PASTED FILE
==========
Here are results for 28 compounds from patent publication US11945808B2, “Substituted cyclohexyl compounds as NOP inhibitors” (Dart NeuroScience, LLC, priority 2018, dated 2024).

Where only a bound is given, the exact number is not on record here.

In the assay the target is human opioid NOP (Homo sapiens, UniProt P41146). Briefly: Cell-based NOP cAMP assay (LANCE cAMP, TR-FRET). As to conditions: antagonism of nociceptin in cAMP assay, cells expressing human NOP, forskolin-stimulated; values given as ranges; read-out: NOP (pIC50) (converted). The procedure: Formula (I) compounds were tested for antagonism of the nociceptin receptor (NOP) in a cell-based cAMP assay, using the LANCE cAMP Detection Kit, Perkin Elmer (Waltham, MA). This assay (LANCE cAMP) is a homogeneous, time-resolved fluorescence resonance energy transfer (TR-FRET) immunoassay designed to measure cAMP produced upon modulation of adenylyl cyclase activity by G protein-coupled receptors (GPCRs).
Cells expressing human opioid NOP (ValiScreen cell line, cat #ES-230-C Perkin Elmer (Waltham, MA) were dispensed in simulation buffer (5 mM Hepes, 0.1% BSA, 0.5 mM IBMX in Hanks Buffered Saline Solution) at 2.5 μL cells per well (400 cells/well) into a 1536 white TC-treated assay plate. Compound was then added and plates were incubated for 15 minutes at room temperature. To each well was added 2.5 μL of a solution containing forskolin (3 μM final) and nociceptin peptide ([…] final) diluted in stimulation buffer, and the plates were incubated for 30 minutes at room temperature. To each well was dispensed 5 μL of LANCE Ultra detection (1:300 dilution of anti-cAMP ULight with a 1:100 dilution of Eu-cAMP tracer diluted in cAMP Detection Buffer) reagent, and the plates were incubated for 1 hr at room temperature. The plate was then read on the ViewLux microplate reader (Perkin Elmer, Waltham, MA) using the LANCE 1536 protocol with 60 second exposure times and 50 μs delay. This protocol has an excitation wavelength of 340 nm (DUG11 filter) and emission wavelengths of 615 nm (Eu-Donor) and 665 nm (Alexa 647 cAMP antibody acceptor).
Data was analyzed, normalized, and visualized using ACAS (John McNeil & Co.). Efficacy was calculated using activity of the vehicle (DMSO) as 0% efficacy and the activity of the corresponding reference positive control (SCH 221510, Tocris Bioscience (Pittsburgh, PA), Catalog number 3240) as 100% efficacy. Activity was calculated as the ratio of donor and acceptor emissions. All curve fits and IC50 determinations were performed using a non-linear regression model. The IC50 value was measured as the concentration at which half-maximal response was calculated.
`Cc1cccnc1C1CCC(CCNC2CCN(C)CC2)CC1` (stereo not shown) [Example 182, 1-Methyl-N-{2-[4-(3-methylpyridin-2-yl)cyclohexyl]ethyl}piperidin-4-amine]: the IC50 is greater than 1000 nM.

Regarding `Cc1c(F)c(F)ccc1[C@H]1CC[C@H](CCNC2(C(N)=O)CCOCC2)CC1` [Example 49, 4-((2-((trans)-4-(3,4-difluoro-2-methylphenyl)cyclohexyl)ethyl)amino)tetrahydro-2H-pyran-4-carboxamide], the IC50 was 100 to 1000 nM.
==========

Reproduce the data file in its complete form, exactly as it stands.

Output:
Here are results for 28 compounds from patent publication US11945808B2, “Substituted cyclohexyl compounds as NOP inhibitors” (Dart NeuroScience, LLC, priority 2018, dated 2024).

Where only a bound is given, the exact number is not on record here.

In the assay the target is human opioid NOP (Homo sapiens, UniProt P41146). Briefly: Cell-based NOP cAMP assay (LANCE cAMP, TR-FRET). As to conditions: antagonism of nociceptin in cAMP assay, cells expressing human NOP, forskolin-stimulated; values given as ranges; read-out: NOP (pIC50) (converted). The procedure: Formula (I) compounds were tested for antagonism of the nociceptin receptor (NOP) in a cell-based cAMP assay, using the LANCE cAMP Detection Kit, Perkin Elmer (Waltham, MA). This assay (LANCE cAMP) is a homogeneous, time-resolved fluorescence resonance energy transfer (TR-FRET) immunoassay designed to measure cAMP produced upon modulation of adenylyl cyclase activity by G protein-coupled receptors (GPCRs).
Cells expressing human opioid NOP (ValiScreen cell line, cat #ES-230-C Perkin Elmer (Waltham, MA) were dispensed in simulation buffer (5 mM Hepes, 0.1% BSA, 0.5 mM IBMX in Hanks Buffered Saline Solution) at 2.5 μL cells per well (400 cells/well) into a 1536 white TC-treated assay plate. Compound was then added and plates were incubated for 15 minutes at room temperature. To each well was added 2.5 μL of a solution containing forskolin (3 μM final) and nociceptin peptide ([…] final) diluted in stimulation buffer, and the plates were incubated for 30 minutes at room temperature. To each well was dispensed 5 μL of LANCE Ultra detection (1:300 dilution of anti-cAMP ULight with a 1:100 dilution of Eu-cAMP tracer diluted in cAMP Detection Buffer) reagent, and the plates were incubated for 1 hr at room temperature. The plate was then read on the ViewLux microplate reader (Perkin Elmer, Waltham, MA) using the LANCE 1536 protocol with 60 second exposure times and 50 μs delay. This protocol has an excitation wavelength of 340 nm (DUG11 filter) and emission wavelengths of 615 nm (Eu-Donor) and 665 nm (Alexa 647 cAMP antibody acceptor).
Data was analyzed, normalized, and visualized using ACAS (John McNeil & Co.). Efficacy was calculated using activity of the vehicle (DMSO) as 0% efficacy and the activity of the corresponding reference positive control (SCH 221510, Tocris Bioscience (Pittsburgh, PA), Catalog number 3240) as 100% efficacy. Activity was calculated as the ratio of donor and acceptor emissions. All curve fits and IC50 determinations were performed using a non-linear regression model. The IC50 value was measured as the concentration at which half-maximal response was calculated.
`Cc1cccnc1C1CCC(CCNC2CCN(C)CC2)CC1` (stereo not shown) [Example 182, 1-Methyl-N-{2-[4-(3-methylpyridin-2-yl)cyclohexyl]ethyl}piperidin-4-amine]: the IC50 is greater than 1000 nM.

Regarding `Cc1c(F)c(F)ccc1[C@H]1CC[C@H](CCNC2(C(N)=O)CCOCC2)CC1` [Example 49, 4-((2-((trans)-4-(3,4-difluoro-2-methylphenyl)cyclohexyl)ethyl)amino)tetrahydro-2H-pyran-4-carboxamide], the IC50 was 100 to 1000 nM.